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I recently re-read this novel as a RL book group choice. I first read it in my teens a long while back.


Despite the fact there was nobody likeable, with the possible exception of the narrator Nick, the story and the setting and the quality of the writing really engaged me.


I liked how through the narrator Nick we get to know the truth about Gatsby in a piecemeal fashion, adding to his mysteriousness: how he made his money and also the background to his relationship with Daisy. His feelings about her were the most honest emotions in the novel. More honest than Daisy’s I felt. Dishonesty in various forms - emotional and criminal – is a major theme.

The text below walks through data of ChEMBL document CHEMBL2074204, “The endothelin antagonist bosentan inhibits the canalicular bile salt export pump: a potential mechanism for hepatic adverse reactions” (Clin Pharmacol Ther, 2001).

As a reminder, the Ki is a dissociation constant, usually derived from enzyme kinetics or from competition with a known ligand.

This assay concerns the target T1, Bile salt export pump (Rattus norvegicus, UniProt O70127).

I thought the author conveyed very well the superficiality and carelessness of the smart set who frequented Gatsby’s mansion. You get a glimpse of what they’re like quite early on when Nick makes his first visit to Tom’s place – both Miss Baker and Daisy have different sorts of affectations, one with her contrived haughtiness and Daisy with her absurd little laughs and fluttering. In contrast Nick makes no bones about Tom being thoroughly unlikeable. Tom, besides anything else, is a two-timing hypocrite. But he and Daisy both are accused of being ‘careless people'. As Nick has worked out 'they smashed up things and creatures and then retreated back into their money or their vast carelessness, or whatever it was that kept them together, and let other people clean up the mess they had made...'.